When we look closely at the world of NASCAR, we are constantly reminded of how expensive everything must be — the single-race engines, the rest of the car, the drivers, the maintenance and pit crews…a seemingly endless laundry list of expenses. We can also see from the sea of sponsors’ logos on the car and safety clothing of the drivers just how much assistance it takes to keep everything afloat.
NASCAR Team Owners make money primarily by sponsorship, Raceday advertising revenues and merchandising the fame of their team and drivers. Prize money can also create a profit for a team owner, but like the other 3 income streams, the more successful a team is on the track the more successful should be off it.
Looking at it all by and large, however, is NASCAR profitable? It must be for NASCAR team owners to be so willing to throw money at teams hand over fist, right? In this article we’re considering how it is that NASCAR team owners make their money, if indeed they make anything at all.
The short answer is yes, they do. NASCAR hasn’t grown into one of the nation’s greatest, if not the greatest motorsport events by accident. It’s a huge business and when team owners get the balance of drivers, equipment, and race results right, they can really clean up.
Because NASCAR is still a private company, they are under no obligation to publish or report details of their end-of-year results, but there are clues as to their financial success.
First, there’s their continuing operation, of course. Beyond that, however, numbers from Statista back in 2019 show that teams such as
- Hendricks Motorsports were worth $315 million.
- Close competitor Joe Gibbs Racing was worth $230 million in the same year,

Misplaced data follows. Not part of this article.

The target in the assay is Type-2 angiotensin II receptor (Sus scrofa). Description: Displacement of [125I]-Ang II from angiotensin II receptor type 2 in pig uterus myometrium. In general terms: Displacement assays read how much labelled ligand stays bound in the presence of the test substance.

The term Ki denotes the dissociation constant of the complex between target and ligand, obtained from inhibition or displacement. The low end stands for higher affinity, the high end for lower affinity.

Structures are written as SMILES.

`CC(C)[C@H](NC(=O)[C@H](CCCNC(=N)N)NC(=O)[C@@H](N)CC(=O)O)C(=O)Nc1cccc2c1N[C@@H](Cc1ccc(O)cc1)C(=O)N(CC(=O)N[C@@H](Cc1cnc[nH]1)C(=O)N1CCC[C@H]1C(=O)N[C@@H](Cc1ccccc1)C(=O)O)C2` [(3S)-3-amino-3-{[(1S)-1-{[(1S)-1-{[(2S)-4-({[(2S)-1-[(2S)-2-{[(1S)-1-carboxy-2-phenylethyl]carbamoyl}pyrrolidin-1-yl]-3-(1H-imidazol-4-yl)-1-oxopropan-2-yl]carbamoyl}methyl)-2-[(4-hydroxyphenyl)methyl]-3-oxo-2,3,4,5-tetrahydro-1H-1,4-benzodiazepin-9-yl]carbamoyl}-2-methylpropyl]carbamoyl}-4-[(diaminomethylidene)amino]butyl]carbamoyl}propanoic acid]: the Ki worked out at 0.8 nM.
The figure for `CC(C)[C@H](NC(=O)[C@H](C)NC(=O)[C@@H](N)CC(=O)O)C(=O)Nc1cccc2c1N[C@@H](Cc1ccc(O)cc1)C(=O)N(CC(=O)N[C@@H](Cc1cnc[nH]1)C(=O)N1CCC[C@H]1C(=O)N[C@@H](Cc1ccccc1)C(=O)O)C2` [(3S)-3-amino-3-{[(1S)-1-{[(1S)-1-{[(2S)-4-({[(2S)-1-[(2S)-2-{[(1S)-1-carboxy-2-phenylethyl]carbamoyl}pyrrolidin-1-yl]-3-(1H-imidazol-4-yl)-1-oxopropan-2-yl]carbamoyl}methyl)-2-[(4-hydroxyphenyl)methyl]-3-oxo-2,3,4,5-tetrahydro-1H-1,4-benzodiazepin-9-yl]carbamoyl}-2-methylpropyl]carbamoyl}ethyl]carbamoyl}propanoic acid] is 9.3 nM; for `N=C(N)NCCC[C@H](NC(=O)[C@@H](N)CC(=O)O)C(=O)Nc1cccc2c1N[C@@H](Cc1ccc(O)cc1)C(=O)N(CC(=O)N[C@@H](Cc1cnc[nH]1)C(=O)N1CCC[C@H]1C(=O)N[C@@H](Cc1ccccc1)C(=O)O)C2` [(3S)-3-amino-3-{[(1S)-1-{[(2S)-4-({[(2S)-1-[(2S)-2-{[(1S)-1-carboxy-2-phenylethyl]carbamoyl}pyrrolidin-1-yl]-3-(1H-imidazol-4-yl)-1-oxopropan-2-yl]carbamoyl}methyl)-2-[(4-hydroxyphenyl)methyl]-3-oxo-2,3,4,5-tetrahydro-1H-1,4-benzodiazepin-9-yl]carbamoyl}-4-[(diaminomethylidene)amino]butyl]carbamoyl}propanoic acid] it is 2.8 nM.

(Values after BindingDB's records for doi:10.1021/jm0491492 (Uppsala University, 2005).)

- and Stewart-Haas Racing was worth $165 million.
Only profits can generate such net worth over the years, so it’s safe to assume that in general NASCAR team owners make a profit on their investment. That’s not to say all of them are successful investments, of course. Nothing is a sure-fire deal. The next question is, how?
There are 3 main areas in which NASCAR owners can secure profits on their NASCAR investment, each of which we will examine in more detail below: Winnings, Sponsorship, and Advertising.
Another obvious way that NASCAR teams make money is by winning races. The team takes the lion’s share of the winnings, while also giving portions of it to drivers and their pit crews, of course. Each race in the NASCAR Cup Series is worth about $4-6 million on average, which when you multiply by 36 races or so in the season means a pot of around $150 million in cash up for grabs.
To get your hands on that, you don’t even have to be the winner each time. Everyone on the track during race day will get at least some of that money, but of course the better you do in the season, the more you will earn.
The biggest race days are major events like the Daytona 500, the prize money for which can easily exceed $10 million. In fact, back in 2018, the prize pot reached more than $15 million. The pot was so big in 2018, that even BK Racing who finished 20th overall still received around $420,000 in cash (about 2.8 percent of the total).
In Atlanta, they picked up just $91,000 after a 36th-place finish, but with the total pot only $2.47 million, the proportion they received (3.6 percent) was actually higher.